Top Saudi royal left 'devastated' after Joshua-Fury fight date axed
Fury and Joshua had been close to finalising the lucrative fight to crown the first undisputed heavyweight champion since 1999, before Deontay Wilder won a recent arbitration hearing triggering a trilogy fight with Fury.
In comments reported by DAZN, Eddie Hearn, Joshua's promoter, claimed to have piled pressure on Saudi representatives to ensure the fight was held in August, despite facing resistance and calls for it to be held later in the year.
Prince Khaled bin Salman Al Saud, Riyadh's deputy defense minister and brother of de facto ruler Crown Prince Muhammad bin Salman, was closely involved in organising Joshua’s 2019 showdown with Andy Ruiz. He was left "devastated" by the date's suspension, according to Hearn.
"It's very disappointing for them [the Saudis]. They planned to build a stadium for this."
Hearn did not elaborate further on the stadium plans but media reports had suggested the fight would generate hundreds of millions of dollars in revenue.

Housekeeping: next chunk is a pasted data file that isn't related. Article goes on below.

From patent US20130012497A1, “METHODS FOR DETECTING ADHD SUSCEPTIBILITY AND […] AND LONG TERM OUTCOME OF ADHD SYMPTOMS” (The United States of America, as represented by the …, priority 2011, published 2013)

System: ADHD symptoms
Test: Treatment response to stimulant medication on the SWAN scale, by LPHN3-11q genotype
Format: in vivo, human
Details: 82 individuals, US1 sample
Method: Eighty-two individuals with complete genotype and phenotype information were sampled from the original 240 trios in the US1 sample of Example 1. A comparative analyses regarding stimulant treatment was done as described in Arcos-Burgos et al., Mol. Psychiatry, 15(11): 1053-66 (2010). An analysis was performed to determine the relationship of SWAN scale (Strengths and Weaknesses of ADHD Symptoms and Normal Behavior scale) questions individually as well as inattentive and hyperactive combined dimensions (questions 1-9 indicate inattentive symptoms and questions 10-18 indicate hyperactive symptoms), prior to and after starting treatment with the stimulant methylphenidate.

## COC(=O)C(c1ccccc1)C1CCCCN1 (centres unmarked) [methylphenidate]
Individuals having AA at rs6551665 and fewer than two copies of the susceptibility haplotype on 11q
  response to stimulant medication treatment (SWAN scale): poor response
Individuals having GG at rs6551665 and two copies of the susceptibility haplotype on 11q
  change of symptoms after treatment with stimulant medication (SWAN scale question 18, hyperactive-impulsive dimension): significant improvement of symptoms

Riyadh's moves to hold large-scale sporting events in a bid to diversify the economy's reliance on oil have led the government to be accused of 'sportswashing' its human rights abuses.
The Saudi bid has been described as a classic example of sportswashing, or reputation laundering https://t.co/Ajen6yqhPL— The New Arab (@The_NewArab) June 12, 2020
These include the murder of journalist Jamal Khashoggi, the jailing of prominent women’s rights activists and suspected war crimes in Yemen.
In April, Hatice Cengiz, Khashoggi's widow, reportedly called on Joshua and Fury to turn down the fight deal, saying it would grants MbS – who the CIA believe personally approved Khashoggi's murder – a financial "reward for his crimes".